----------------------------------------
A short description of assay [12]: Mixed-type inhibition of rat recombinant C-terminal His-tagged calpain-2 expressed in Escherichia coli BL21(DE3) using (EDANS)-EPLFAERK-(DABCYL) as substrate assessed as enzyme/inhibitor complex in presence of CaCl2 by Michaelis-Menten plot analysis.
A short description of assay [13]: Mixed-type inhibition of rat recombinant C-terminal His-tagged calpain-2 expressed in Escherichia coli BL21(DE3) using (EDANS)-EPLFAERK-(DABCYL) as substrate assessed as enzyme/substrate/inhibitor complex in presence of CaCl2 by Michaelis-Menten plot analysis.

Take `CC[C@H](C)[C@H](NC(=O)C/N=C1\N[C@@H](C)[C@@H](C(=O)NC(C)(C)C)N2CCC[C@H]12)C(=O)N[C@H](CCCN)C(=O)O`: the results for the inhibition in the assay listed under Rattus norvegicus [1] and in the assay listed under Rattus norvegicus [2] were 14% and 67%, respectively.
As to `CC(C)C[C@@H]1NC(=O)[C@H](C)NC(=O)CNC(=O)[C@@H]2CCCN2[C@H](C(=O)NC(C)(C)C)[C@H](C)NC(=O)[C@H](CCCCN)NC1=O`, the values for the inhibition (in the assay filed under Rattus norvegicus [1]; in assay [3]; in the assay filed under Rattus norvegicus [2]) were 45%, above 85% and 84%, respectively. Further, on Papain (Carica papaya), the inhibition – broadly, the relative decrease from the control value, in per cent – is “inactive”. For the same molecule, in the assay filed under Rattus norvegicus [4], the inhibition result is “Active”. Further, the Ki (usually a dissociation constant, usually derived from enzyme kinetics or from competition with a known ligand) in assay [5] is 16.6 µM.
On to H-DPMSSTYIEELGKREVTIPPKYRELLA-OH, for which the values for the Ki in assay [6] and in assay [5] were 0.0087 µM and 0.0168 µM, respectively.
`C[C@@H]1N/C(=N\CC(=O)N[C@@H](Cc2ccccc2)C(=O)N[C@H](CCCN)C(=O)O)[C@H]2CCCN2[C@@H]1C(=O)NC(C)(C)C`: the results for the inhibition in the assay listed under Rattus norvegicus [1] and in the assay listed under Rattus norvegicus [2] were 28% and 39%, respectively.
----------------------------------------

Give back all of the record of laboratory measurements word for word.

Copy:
A short description of assay [12]: Mixed-type inhibition of rat recombinant C-terminal His-tagged calpain-2 expressed in Escherichia coli BL21(DE3) using (EDANS)-EPLFAERK-(DABCYL) as substrate assessed as enzyme/inhibitor complex in presence of CaCl2 by Michaelis-Menten plot analysis.
A short description of assay [13]: Mixed-type inhibition of rat recombinant C-terminal His-tagged calpain-2 expressed in Escherichia coli BL21(DE3) using (EDANS)-EPLFAERK-(DABCYL) as substrate assessed as enzyme/substrate/inhibitor complex in presence of CaCl2 by Michaelis-Menten plot analysis.

Take `CC[C@H](C)[C@H](NC(=O)C/N=C1\N[C@@H](C)[C@@H](C(=O)NC(C)(C)C)N2CCC[C@H]12)C(=O)N[C@H](CCCN)C(=O)O`: the results for the inhibition in the assay listed under Rattus norvegicus [1] and in the assay listed under Rattus norvegicus [2] were 14% and 67%, respectively.
As to `CC(C)C[C@@H]1NC(=O)[C@H](C)NC(=O)CNC(=O)[C@@H]2CCCN2[C@H](C(=O)NC(C)(C)C)[C@H](C)NC(=O)[C@H](CCCCN)NC1=O`, the values for the inhibition (in the assay filed under Rattus norvegicus [1]; in assay [3]; in the assay filed under Rattus norvegicus [2]) were 45%, above 85% and 84%, respectively. Further, on Papain (Carica papaya), the inhibition – broadly, the relative decrease from the control value, in per cent – is “inactive”. For the same molecule, in the assay filed under Rattus norvegicus [4], the inhibition result is “Active”. Further, the Ki (usually a dissociation constant, usually derived from enzyme kinetics or from competition with a known ligand) in assay [5] is 16.6 µM.
On to H-DPMSSTYIEELGKREVTIPPKYRELLA-OH, for which the values for the Ki in assay [6] and in assay [5] were 0.0087 µM and 0.0168 µM, respectively.
`C[C@@H]1N/C(=N\CC(=O)N[C@@H](Cc2ccccc2)C(=O)N[C@H](CCCN)C(=O)O)[C@H]2CCCN2[C@@H]1C(=O)NC(C)(C)C`: the results for the inhibition in the assay listed under Rattus norvegicus [1] and in the assay listed under Rattus norvegicus [2] were 28% and 39%, respectively.